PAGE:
7. Replying to enquiries: When filling in the Property Information Form take care to fill in as accurately as possible. It is OK to say you don’t know if this is the case. In fact it is better to say you don’t know than to guess.
  8. Local knowledge: Keep hold of “to the occupier” letters about upcoming major works e.g. in relation to highways/railways and give these to your solicitor. Such works should come up in the local search, but if they do not and the works affect the value of the Property then you will be deemed to have had knowledge of them if you had received a letter about them. Failure to disclose could lead to a claim if the works go ahead after completion. If you have any queries about whether you should disclose something speak to your solicitor.

Selling Leasehold Property

When it comes to selling a Leasehold Property, there are few extra things that you need to consider:

  • Terms of lease: Ask your solicitor to check the terms of the lease and find out landlord requirements at the start of the transaction.
  • Management Company: Make sure you obtain a management pack from the Management Company (if applicable) up front to avoid delays. The management company may charge for this and you need to factor in these charges into your selling costs.
  • Service charges: Provide all service charge information that you have and any correspondence from management company about future proposed works. Even if this is contained in the management pack, you should also disclose any correspondence that has been addressed to you as leaseholder.
  • Landlord consents: Check you have Landlord consents for any works and seek advice from your solicitor on whether to get retrospective consent or insurance against enforcement before you sell if necessary.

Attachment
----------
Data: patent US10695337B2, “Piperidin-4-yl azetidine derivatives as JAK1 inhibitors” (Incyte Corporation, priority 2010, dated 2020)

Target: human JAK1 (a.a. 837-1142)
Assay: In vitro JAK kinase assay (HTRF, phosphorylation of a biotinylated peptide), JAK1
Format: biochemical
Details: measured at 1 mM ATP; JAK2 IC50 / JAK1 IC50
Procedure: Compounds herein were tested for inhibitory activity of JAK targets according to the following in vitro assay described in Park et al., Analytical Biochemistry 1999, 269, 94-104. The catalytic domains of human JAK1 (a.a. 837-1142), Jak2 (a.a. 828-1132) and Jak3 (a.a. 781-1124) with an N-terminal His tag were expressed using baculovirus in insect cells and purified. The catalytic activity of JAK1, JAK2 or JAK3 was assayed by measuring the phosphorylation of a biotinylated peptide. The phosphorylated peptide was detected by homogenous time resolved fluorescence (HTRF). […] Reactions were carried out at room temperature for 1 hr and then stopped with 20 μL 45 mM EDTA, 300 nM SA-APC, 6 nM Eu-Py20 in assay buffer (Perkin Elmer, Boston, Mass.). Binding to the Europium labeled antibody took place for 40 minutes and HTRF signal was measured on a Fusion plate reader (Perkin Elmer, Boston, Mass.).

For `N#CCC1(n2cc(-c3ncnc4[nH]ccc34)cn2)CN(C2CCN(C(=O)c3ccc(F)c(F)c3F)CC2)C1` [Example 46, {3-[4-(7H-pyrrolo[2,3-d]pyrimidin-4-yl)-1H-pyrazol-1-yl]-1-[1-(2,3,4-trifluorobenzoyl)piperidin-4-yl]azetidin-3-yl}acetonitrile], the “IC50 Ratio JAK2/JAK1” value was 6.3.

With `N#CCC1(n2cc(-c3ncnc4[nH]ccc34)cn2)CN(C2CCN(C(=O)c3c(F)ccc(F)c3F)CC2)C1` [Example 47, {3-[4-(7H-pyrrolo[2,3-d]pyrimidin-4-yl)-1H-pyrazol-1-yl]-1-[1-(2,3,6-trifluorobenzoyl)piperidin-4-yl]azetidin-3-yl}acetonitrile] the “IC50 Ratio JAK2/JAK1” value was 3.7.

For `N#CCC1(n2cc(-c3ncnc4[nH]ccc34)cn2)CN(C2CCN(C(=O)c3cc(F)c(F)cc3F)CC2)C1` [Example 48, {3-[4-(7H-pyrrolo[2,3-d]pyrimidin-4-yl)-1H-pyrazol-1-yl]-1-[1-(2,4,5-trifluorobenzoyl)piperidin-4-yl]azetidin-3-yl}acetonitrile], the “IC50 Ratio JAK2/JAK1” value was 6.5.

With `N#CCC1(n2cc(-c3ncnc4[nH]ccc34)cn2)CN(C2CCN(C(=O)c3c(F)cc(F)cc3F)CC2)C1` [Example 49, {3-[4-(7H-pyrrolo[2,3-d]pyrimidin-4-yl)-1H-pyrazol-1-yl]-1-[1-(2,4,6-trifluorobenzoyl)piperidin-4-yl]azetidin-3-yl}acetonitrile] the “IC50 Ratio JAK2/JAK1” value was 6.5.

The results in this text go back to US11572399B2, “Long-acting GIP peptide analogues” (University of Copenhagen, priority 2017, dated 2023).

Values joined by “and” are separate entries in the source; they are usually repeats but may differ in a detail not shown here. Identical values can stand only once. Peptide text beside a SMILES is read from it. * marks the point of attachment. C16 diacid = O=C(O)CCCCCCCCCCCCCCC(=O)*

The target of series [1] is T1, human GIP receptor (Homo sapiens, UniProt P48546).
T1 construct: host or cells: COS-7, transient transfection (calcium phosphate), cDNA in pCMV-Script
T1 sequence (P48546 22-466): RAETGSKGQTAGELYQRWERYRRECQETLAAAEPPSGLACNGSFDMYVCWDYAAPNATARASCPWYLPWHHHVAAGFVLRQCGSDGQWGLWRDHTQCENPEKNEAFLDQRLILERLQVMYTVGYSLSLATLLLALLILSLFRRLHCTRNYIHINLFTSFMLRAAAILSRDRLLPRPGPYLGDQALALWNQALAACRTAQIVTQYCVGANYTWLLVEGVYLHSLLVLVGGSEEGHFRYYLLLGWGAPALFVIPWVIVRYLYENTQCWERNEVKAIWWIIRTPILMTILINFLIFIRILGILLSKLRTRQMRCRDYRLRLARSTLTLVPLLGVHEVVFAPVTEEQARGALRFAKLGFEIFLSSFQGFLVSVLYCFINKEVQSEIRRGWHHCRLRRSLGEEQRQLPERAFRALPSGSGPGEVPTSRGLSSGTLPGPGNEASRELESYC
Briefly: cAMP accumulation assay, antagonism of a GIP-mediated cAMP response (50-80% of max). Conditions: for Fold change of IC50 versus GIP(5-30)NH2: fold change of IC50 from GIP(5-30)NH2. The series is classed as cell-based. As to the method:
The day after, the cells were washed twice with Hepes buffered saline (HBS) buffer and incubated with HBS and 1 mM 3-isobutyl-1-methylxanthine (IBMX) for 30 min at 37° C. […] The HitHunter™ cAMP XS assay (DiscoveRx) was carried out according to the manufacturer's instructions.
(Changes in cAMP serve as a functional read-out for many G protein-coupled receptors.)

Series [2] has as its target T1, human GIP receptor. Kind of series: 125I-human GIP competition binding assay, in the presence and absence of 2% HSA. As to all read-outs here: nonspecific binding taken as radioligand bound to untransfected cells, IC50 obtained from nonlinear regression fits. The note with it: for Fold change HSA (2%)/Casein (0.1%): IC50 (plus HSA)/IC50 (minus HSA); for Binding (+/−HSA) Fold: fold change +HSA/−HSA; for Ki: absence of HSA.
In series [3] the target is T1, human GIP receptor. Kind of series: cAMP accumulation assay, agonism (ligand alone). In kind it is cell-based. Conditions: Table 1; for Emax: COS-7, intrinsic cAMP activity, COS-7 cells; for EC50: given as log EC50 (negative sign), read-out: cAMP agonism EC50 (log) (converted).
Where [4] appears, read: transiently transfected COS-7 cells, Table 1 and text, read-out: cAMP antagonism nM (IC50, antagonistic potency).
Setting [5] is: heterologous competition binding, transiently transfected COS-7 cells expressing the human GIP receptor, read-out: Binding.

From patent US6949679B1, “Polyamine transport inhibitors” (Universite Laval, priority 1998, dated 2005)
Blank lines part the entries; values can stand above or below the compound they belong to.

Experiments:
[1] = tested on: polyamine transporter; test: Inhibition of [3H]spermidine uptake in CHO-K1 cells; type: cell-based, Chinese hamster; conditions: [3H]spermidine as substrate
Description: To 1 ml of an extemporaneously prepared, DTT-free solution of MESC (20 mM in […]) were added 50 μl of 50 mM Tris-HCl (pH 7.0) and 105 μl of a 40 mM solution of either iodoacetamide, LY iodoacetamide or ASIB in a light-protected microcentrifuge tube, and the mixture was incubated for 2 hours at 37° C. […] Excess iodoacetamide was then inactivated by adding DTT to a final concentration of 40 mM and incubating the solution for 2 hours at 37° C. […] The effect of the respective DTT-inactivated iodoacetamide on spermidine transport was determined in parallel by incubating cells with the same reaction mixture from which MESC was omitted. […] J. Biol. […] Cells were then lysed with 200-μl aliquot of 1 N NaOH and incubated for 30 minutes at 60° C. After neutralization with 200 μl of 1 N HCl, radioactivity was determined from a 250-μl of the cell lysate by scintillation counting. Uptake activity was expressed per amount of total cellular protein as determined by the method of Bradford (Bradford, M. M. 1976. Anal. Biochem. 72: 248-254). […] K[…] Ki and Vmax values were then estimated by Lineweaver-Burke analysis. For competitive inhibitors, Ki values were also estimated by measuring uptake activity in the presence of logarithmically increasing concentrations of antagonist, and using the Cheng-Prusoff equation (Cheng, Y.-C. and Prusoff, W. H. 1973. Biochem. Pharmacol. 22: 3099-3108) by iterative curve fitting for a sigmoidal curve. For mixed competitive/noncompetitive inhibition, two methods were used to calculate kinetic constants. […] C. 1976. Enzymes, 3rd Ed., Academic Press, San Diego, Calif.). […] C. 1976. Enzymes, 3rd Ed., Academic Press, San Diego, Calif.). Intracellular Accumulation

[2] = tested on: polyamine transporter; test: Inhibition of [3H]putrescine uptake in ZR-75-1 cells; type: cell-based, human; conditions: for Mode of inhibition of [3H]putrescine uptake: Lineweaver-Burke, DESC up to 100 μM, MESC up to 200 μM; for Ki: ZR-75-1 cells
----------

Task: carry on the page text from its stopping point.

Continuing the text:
• Evidence of payment: Make sure you have evidence that rent, service charge and insurance have been paid on time/on demand.
  • Missing Landlord: If you own a leasehold property where there is a missing Landlord ask your solicitor whether to offer Defective Title Insurance at the start
  • Length of Lease: Check how long the lease is and whether you need to serve a lease extension notice to maximise the value on sale. As part of this it is important to check that your agent knows the length of the lease remaining and this is shown in the particulars to avoid arguments about a price reduction as soon as the lease is disclosed.
  • Lease Extensions: If there is less than 80 years remaining on your lease extending the lease becomes more expensive. Talk to the agent about the value of the Property with or without a lease extension in place and advice on the cost of obtaining a lease extension so that you and your solicitor are able to negotiate any price reduction in full knowledge of the facts.
  • Mortgage restrictions: Make sure the agent checks at the start whether the Buyer’s mortgage offer specifies a minimum length of lease remaining. It may be that the mortgage company requires a lease extension to be completed prior to draw down of the mortgage, which could cause significant delays.

Eleanor Richardson is a Consultant Solicitor in the Property team at Keystone Law.  

e-mail: Eleanor.richardson@keystonelaw.co.uk